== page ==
|Suspension of DOHA Round and its Implications|
July 31, 2006
|An interactive session was organized by ICRIER on July 31, 2006 on‘Suspension of DOHA Round and its Implications’. The objective of the lecture was to brief the assembled participants about the developments at the July 23-24 G-6 meeting at Geneva that concluded inconclusively leading to the suspension of the Doha Round of negotiations.
Mr. Gopal Pillai, Special Secretary and chief negotiator of Government of India led the discussion and appraised the audience about the reasons and factors that lead to the present stalemate. He was of the opinion that how soon the talks would resume will depend entirely on the outcome of the US-midterm elections scheduled to be held in November this year.
Mr Pillai in his lecture highlighted the main issues that emerged during the proceedings of the July G6 Ministerial Meet held in Geneva. He said that the failure of the twelve and half hours long meeting aimed at resolving the contentious gaps in agriculture, domestic support and NAMA lead to the suspension of the Doha Round and has brought all previous commitments to a standstill. Also, given that DDA is a single undertaking agreement, commitments made by negotiators at the Hong Kong ministerial on the other issues will not be binding now and fulfilling them will be now up to the individual countries.
At the G6 meeting, Mr Pillai noted, Mr Lamy’s agenda broadly consisted of two rounds. Round 1 included discussions on Agricultural Market Access (AMA), Domestic Support and NAMA, comprising the specific issues within each of them: AMA – the ambition in terms of cuts, what would be the proportionality of cuts for developing countries, treatment sensitive and special products and special safeguard mechanism, Domestic support – the cuts and disciplines on the various boxes and NAMA-coefficients for the Swiss formula, Para 8 flexibilities, treatment of unbound lines. Round 2 was to be on sectoral issues.
The meeting began with discussions on Market Access because the US was concerned that only if they could move on market access then could any movement on other issues be possible. The major part of the meeting was concentrated on discussions market access. The EU made the first movement and said that they would take a cut to an equivalent of average of 51-51.5%, up from the earlier 39%. On the issue of treatment of sensitive products, the EU said that while it would stick to the its current norms of percentage of import volumes but agreed to also put a benchmark of 2-2.5% of current consumption, which according to Mr Pillai was a positive move. On the issue of reaching a percentage to be included as total number of sensitive products, a convergence to 4% of total tariff lines seemed possible.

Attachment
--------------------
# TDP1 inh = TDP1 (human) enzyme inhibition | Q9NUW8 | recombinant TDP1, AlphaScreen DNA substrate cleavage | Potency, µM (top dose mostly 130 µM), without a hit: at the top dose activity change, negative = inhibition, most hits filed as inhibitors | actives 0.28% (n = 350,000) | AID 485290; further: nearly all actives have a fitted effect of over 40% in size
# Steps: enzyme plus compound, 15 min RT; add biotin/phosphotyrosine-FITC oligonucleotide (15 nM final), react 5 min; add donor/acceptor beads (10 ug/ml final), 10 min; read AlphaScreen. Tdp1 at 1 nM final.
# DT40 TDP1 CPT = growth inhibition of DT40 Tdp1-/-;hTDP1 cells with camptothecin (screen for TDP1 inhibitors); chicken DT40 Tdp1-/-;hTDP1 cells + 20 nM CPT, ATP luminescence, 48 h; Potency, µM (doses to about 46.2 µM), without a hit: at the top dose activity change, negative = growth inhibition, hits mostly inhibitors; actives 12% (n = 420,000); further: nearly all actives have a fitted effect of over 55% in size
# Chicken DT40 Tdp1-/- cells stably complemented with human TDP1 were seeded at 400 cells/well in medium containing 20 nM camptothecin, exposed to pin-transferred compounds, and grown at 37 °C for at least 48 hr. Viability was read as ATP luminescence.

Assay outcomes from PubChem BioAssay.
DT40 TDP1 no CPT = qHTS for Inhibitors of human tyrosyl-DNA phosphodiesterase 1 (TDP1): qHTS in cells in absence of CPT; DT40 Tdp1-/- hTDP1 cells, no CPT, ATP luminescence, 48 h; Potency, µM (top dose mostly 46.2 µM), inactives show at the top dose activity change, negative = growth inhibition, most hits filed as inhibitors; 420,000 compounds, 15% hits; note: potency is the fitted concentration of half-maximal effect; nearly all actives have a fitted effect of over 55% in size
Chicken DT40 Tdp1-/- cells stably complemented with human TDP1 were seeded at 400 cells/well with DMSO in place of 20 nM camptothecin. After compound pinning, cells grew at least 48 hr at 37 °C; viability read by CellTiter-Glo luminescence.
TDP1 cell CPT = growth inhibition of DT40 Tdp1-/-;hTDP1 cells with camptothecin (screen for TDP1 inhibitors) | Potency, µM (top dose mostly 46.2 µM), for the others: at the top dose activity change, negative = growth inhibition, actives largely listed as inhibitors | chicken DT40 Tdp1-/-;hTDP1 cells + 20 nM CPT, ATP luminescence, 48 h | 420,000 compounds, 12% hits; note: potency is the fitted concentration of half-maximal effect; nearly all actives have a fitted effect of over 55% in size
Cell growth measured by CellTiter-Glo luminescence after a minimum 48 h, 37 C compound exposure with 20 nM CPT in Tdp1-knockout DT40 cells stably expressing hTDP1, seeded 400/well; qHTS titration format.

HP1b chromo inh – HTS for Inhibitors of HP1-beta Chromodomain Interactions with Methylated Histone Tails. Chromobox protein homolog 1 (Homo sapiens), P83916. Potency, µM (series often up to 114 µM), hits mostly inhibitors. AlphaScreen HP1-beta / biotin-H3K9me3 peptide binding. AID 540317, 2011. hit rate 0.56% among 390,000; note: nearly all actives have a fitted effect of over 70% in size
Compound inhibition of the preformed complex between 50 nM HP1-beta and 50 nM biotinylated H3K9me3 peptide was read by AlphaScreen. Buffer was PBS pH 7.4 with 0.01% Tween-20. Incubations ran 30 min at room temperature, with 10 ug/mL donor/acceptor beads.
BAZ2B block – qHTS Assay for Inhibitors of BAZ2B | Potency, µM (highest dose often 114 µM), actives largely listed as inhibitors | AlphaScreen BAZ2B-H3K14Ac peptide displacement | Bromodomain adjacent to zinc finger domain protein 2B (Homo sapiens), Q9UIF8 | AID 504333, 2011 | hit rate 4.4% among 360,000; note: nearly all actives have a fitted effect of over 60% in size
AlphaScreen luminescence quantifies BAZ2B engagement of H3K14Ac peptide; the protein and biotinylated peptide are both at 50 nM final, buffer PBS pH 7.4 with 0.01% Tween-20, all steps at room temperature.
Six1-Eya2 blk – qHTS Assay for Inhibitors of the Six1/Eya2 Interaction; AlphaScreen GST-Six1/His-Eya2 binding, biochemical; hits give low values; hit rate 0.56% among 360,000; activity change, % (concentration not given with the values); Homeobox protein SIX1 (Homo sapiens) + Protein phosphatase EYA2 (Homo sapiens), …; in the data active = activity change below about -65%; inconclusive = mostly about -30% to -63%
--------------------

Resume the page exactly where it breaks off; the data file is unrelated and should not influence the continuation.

Mr Pillai summarised that after the ten hours of discussion on Market access, what was on the table was a 100% cut on subsidies by 2013, domestic support cut raised to 70-75% of trade distorting support, and a 51% tariff cut. This according to Mr Lamy was two to three times higher than the Uruguay Rounds.
However, on the issue of domestic support where the US was expected to show movement, little was offered. US maintained that the October proposal was a real cut in AMS which would bind them to a total package of 23 bn dollars (as opposed to a 2005 farm support of 19.6 bn). But finally after some discussion the US said that what they do not see enough on market access and therefore they would not move at all. This, according to Mr Pillai, was extreme intransigence on the part of the US, as their offer would not bind below current level of support.
At this point, Mr Pillai said, the negotiations unravelled and NAMA did not even come up for discussion. He opined that a conclusion could have been reached since there already was resolution on export subsidies and a 75% cut on domestic support. According him there was a near 80% chance of striking a deal. But at this juncture Mr Lamy closed all discussions and the negotiations got stymied.
Mr Pillai felt that it was ironical that the talks failed on issues of agricultural market access, since for most developed countries agriculture is only about 2% of employment and GDP. They had more to gain from services and NAMA that comprise 98% of developed country GDP. Mr Pillai opined that although everyone was a loser, developed countries are the bigger losers as for the first time things were looking to move in NAMA and services and this was an opportunity lost.
However, Mr Pillai said that India has not really lost much, since 75% of its trade falls outside the ambit of WTO negotiations and the government will now actively pursue bilateral trade negotiations. He added that one area where India could have gained was on the grounds of reduction of domestic support as no bilateral or regional agreements would help India to ensure cuts in domestic support. He felt that given a landing ground for an agreement is there, the only way forward is to wait and watch the outcome of the US mid-term elections.